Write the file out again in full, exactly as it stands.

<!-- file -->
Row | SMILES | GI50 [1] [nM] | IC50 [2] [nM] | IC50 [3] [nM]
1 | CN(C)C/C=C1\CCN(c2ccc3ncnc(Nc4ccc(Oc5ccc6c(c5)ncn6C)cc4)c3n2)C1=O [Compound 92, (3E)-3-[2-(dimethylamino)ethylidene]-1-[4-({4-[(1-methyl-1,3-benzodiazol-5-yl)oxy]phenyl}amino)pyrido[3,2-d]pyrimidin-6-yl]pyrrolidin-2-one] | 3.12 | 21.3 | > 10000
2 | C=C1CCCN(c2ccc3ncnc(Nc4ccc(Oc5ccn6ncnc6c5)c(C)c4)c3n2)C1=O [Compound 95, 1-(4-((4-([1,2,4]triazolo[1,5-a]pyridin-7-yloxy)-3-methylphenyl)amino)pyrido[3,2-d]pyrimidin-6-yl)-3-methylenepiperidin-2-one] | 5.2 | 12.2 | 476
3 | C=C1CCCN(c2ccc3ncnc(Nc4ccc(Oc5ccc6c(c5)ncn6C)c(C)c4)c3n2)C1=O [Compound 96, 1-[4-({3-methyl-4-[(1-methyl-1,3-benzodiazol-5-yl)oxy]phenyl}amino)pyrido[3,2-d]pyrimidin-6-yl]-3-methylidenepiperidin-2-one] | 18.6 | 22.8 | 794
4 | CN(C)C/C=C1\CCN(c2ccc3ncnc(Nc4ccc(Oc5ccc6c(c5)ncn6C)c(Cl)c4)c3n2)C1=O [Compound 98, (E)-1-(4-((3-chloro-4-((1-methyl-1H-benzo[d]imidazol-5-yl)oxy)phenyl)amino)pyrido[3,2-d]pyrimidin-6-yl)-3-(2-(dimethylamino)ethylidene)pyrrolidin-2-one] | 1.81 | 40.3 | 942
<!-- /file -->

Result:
Row | SMILES | GI50 [1] [nM] | IC50 [2] [nM] | IC50 [3] [nM]
1 | CN(C)C/C=C1\CCN(c2ccc3ncnc(Nc4ccc(Oc5ccc6c(c5)ncn6C)cc4)c3n2)C1=O [Compound 92, (3E)-3-[2-(dimethylamino)ethylidene]-1-[4-({4-[(1-methyl-1,3-benzodiazol-5-yl)oxy]phenyl}amino)pyrido[3,2-d]pyrimidin-6-yl]pyrrolidin-2-one] | 3.12 | 21.3 | > 10000
2 | C=C1CCCN(c2ccc3ncnc(Nc4ccc(Oc5ccn6ncnc6c5)c(C)c4)c3n2)C1=O [Compound 95, 1-(4-((4-([1,2,4]triazolo[1,5-a]pyridin-7-yloxy)-3-methylphenyl)amino)pyrido[3,2-d]pyrimidin-6-yl)-3-methylenepiperidin-2-one] | 5.2 | 12.2 | 476
3 | C=C1CCCN(c2ccc3ncnc(Nc4ccc(Oc5ccc6c(c5)ncn6C)c(C)c4)c3n2)C1=O [Compound 96, 1-[4-({3-methyl-4-[(1-methyl-1,3-benzodiazol-5-yl)oxy]phenyl}amino)pyrido[3,2-d]pyrimidin-6-yl]-3-methylidenepiperidin-2-one] | 18.6 | 22.8 | 794
4 | CN(C)C/C=C1\CCN(c2ccc3ncnc(Nc4ccc(Oc5ccc6c(c5)ncn6C)c(Cl)c4)c3n2)C1=O [Compound 98, (E)-1-(4-((3-chloro-4-((1-methyl-1H-benzo[d]imidazol-5-yl)oxy)phenyl)amino)pyrido[3,2-d]pyrimidin-6-yl)-3-(2-(dimethylamino)ethylidene)pyrrolidin-2-one] | 1.81 | 40.3 | 942